In health care debate, can we trust the president?

In the health care debate, President Obama pleads with Americans to get the facts straight before making up their minds. But that’s easier said than done, and by his actions, I wonder if the president really believes this.

Here’s an example: A page at mybarackobama.com under the title “Setting the Record Straight” holds this prominent statement: “It seems like a new lie about health insurance reform crops up each day. These lies create fear and anger — and we’re seeing the results around the country. It’s time to work together to set the record straight and expose the special interests and partisan attack groups who deliberately spread these rumors and lies in a desperate attempt to preserve the status quo.”

A direct quote from the president shown on this page is “Where we do disagree, let’s disagree over things that are real, not these wild misrepresentations that bear no resemblance to anything that’s actually been proposed.”

So what are “things that are real,” Mr. President? Here’s some Wall Street Journal reporting (Fact-Checking the President on Health Insurance: His tales of abuse don’t stand scrutiny, September 14, 2009) that casts doubt on the president’s truthfulness. Referring to the president’s address to Congress earlier this month:

Later in his speech, the president used Alabama to buttress his call for a government insurer to enhance competition in health insurance. He asserted that 90% of the Alabama health-insurance market is controlled by one insurer, and that high market concentration “makes it easier for insurance companies to treat their customers badly — by cherry-picking the healthiest individuals and trying to drop the sickest; by overcharging small businesses who have no leverage; and by jacking up rates.”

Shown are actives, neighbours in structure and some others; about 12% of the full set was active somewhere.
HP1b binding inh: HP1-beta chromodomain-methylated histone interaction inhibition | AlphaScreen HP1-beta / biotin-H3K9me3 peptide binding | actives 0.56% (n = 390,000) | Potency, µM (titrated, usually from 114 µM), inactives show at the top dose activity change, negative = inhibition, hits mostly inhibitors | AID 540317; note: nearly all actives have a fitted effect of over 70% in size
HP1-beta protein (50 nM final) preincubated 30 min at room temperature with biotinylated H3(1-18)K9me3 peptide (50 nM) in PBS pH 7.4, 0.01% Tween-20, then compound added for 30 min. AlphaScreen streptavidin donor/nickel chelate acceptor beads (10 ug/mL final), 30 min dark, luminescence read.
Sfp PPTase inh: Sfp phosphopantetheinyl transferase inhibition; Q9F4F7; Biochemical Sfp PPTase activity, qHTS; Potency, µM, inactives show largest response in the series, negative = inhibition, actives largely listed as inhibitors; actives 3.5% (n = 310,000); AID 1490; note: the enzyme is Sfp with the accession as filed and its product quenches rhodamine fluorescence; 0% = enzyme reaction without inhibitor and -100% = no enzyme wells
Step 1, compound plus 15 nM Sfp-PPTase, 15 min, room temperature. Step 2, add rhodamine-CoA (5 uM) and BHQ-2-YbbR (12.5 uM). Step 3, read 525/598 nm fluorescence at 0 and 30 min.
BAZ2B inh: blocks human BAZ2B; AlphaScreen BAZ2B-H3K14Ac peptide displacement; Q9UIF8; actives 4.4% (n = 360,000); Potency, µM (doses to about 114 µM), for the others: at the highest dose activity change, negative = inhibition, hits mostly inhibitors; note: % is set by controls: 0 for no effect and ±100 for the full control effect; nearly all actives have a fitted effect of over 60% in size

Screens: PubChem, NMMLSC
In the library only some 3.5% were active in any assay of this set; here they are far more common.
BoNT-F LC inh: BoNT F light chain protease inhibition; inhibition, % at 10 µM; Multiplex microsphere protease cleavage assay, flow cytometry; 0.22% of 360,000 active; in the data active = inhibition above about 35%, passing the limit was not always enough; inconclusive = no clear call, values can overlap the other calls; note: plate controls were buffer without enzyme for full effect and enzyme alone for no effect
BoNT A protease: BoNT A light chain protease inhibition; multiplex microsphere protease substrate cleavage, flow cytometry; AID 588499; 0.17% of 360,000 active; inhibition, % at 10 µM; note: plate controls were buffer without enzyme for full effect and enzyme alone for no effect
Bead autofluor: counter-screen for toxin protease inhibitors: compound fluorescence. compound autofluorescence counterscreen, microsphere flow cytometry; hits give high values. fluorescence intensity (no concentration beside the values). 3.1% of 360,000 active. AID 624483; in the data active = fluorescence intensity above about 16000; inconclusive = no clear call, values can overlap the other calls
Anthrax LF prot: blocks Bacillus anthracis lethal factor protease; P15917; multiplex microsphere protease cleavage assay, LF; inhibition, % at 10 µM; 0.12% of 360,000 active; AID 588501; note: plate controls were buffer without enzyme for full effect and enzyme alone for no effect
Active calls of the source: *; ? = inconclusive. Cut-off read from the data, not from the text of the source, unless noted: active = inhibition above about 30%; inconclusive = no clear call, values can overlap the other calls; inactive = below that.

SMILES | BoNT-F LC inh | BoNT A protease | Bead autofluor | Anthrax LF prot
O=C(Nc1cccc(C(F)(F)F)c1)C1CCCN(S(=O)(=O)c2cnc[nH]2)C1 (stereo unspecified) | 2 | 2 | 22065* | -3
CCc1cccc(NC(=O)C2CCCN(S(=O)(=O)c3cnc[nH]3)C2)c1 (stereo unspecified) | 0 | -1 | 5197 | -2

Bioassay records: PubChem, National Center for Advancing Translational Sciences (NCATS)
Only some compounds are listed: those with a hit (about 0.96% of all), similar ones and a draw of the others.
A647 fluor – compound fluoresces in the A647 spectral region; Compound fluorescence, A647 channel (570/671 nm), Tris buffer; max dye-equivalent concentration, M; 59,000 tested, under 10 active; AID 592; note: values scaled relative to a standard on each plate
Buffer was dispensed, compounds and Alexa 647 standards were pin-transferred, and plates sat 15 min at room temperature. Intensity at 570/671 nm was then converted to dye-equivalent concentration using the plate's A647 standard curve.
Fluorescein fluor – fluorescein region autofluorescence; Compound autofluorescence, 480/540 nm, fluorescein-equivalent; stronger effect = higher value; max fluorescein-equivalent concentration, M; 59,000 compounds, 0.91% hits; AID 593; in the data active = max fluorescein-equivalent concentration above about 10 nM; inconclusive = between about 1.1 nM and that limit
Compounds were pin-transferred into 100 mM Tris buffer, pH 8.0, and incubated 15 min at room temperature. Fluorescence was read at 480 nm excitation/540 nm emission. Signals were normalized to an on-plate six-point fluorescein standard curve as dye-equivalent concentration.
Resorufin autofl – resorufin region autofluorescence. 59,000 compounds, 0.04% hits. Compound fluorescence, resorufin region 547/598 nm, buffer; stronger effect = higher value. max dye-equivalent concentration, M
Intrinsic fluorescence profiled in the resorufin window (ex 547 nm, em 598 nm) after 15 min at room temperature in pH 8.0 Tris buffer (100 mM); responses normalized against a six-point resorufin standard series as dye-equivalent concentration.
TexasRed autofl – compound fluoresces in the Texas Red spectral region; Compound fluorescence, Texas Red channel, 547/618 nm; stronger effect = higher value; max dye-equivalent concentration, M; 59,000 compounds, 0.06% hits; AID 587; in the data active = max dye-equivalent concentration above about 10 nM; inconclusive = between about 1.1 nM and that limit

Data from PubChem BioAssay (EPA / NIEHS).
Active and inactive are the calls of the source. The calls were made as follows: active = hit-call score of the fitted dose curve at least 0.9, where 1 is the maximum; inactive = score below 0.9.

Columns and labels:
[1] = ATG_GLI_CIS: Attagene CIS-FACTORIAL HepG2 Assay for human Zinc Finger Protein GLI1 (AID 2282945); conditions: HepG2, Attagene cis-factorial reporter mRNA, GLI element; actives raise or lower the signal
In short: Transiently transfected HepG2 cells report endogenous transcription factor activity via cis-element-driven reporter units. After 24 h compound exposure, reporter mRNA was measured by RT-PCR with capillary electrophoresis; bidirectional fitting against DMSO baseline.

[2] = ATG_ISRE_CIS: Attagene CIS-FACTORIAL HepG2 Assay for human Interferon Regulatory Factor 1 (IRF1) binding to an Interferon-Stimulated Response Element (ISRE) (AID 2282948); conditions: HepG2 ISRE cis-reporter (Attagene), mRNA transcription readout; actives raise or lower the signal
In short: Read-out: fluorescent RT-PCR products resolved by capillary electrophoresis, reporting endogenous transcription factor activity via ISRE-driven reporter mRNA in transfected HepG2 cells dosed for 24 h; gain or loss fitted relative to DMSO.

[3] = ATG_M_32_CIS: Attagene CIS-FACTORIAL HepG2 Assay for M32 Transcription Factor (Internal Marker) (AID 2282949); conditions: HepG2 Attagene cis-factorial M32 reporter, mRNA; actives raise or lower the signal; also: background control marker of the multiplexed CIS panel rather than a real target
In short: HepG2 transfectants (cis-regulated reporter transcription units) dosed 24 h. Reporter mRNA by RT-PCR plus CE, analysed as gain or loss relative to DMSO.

In fact, the Birmingham News reported immediately following the speech that the state’s largest health insurer, the nonprofit Blue Cross and Blue Shield of Alabama, has about a 75% market share. A representative of the company indicated that its “profit” averaged only 0.6% of premiums the past decade, and that its administrative expense ratio is 7% of premiums, the fourth lowest among 39 Blue Cross and Blue Shield plans nationwide.

Similarly, a Dec. 31, 2007, report by the Alabama Department of Insurance indicates that the insurer’s ratio of medical-claim costs to premiums for the year was 92%, with an administrative expense ratio (including claims settlement expenses) of 7.5%. Its net income, including investment income, was equivalent to 2% of premiums in that year.

In addition to these consumer friendly numbers, a survey in Consumer Reports this month reported that Blue Cross and Blue Shield of Alabama ranked second nationally in customer satisfaction among 41 preferred provider organization health plans. The insurer’s apparent efficiency may explain its dominance, as opposed to a lack of competition — especially since there are no obvious barriers to entry or expansion in Alabama faced by large national health insurers such as United Healthcare and Aetna.

The president and the Birmingham News certainly have different views of the facts.

That speech also told two tales of patients allegedly abused by their private insurance companies. Congressional testimony, however, provided a different set of facts than what the president presented in his speech (Fact-checking the president on health insurance).

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